The APSAC Advisor is a peer reviewed quarterly news journal for professionals in the field of child abuse and neglect.
The APSAC Advisor provides succinct, data-based, practice-oriented articles that keep interdisciplinary professionals
informed of the latest developments in policy and practice the field of child maltreatment. It is designed to highlight
best practices in the field and publish original articles and current information about child maltreatment for professionals
from a variety of backgrounds including medicine, law, law enforcement, social work, child protective services, psychology,
public health and prevention in the U.S.
If you wish to learn more about submitting an article to the Advisor, please click here.
This library contains Advisor issues dating back to the first issue in 1988. The most recent issue appears at the top. Scroll down to select past issues by year and issue number. Once a publication appears in the box, you can use the Enlarge button to open the document in a new window or tab (depending on how your browser is set up). This will allow you to view the document with larger print.
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In the listing below, click on a year and issue number to see the articles in that publication.
1999 Number 4
The idea that child maltreatment might be reduced or totally eliminated is relatively new and definitely audacious. In fact, the recognition of something called child abuse is new, having emerged in the 19th and 20th centuries.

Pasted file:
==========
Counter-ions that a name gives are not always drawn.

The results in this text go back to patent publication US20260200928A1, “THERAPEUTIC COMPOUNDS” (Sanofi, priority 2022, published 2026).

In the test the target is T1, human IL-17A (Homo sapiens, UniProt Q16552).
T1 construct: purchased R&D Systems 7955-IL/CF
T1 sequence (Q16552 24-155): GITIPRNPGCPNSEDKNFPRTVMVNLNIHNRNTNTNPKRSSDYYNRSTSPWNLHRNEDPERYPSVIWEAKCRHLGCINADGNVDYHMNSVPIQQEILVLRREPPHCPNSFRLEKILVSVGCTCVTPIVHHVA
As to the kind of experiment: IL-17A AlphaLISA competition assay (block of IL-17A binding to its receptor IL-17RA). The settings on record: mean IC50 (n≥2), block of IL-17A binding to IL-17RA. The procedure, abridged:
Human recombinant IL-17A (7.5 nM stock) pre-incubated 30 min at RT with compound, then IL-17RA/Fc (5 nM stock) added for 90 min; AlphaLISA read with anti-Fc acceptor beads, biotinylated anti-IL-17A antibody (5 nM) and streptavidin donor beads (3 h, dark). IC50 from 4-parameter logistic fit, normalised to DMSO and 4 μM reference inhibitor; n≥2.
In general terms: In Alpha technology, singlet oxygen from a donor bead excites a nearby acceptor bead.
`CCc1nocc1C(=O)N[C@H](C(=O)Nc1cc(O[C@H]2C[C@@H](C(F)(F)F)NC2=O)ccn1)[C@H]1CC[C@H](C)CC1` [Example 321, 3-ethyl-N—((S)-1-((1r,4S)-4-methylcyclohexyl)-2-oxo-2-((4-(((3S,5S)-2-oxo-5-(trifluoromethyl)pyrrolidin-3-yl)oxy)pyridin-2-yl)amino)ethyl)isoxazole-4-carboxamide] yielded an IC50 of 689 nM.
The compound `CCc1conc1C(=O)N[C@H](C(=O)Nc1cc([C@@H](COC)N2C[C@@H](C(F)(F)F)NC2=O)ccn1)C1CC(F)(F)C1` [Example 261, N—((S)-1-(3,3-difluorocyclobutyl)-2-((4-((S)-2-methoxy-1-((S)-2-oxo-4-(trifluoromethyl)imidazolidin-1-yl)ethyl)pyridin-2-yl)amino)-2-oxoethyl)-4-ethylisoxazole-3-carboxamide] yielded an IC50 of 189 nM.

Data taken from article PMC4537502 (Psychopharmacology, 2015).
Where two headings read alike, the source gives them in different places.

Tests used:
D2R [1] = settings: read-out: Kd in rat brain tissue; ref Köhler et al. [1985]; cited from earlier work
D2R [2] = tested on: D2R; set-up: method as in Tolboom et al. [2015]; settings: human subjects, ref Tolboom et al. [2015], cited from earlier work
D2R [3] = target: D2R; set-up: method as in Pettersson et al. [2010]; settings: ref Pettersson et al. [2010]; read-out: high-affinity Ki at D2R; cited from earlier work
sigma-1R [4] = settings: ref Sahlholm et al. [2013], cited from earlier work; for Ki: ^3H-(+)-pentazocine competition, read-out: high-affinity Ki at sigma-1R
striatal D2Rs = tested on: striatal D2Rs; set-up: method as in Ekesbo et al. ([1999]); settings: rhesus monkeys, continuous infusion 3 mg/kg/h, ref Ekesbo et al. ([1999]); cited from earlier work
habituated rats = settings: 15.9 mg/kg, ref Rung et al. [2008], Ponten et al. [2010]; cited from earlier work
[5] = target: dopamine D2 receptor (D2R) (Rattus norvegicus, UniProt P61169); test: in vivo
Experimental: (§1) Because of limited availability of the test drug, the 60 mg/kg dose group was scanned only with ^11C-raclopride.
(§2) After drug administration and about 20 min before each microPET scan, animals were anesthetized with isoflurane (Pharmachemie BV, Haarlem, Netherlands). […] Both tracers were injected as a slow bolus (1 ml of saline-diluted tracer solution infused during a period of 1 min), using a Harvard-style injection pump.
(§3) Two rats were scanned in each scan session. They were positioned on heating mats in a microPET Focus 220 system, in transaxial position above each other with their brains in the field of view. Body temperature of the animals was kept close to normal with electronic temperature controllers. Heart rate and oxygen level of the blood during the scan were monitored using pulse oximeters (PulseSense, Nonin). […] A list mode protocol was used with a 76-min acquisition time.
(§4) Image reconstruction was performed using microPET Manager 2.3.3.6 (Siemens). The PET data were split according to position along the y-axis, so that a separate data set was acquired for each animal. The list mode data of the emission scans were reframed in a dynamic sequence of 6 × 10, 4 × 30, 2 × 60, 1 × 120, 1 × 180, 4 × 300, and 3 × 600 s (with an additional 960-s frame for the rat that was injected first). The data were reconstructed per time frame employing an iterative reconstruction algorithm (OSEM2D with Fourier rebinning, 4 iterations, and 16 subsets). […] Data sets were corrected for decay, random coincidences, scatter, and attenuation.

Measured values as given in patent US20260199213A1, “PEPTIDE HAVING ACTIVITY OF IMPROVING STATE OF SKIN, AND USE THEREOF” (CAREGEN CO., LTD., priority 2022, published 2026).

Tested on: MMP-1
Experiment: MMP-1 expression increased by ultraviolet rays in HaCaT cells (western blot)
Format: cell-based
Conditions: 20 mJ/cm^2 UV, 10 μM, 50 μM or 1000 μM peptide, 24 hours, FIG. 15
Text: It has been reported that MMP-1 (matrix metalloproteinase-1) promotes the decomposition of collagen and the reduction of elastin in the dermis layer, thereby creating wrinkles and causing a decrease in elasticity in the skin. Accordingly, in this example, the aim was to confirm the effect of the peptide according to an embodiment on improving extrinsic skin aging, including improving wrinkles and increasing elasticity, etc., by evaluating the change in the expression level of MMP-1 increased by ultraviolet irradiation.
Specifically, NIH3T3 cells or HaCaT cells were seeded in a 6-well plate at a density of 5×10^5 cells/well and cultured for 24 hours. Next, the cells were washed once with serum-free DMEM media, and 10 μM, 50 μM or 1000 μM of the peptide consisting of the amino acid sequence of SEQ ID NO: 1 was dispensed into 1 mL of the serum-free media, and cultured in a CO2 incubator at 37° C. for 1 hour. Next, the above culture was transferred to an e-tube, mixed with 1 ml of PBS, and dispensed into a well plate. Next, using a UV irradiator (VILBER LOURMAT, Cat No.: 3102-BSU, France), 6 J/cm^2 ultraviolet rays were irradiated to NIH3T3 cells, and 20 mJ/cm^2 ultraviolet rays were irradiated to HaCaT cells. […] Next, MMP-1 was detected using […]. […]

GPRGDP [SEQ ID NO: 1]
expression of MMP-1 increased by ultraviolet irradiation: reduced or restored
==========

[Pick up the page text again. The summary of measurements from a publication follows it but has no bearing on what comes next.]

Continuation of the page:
What is the future of child protection? It is certainly simpler to look back in time than to gaze into the future. Yet, we want to know that the future holds.
In today's climate of controversy and litigiousness, mental health clinicians face an anxiety-provoking dilemma: how to provide the services that initially led them into the field, while protecting themselves and their clients from risks related to today's complex legal and ethical issues.
Both applied researchers/evaluators and practitioners work to help people, but they use different techniques. Evaluation researchers try to help people indirectly by discovering information ("truth") about how people, programs, and the world work. Practitioners try to help people by working directly with them and improving their situation, attitudes, or behavior.
The purpose of Journal Highlights is to alert readers to current literature on child abuse. Selected articles from journals representing the variety of disciplines reflected in APSAC's membership are presented in the form of an annotated bibliography.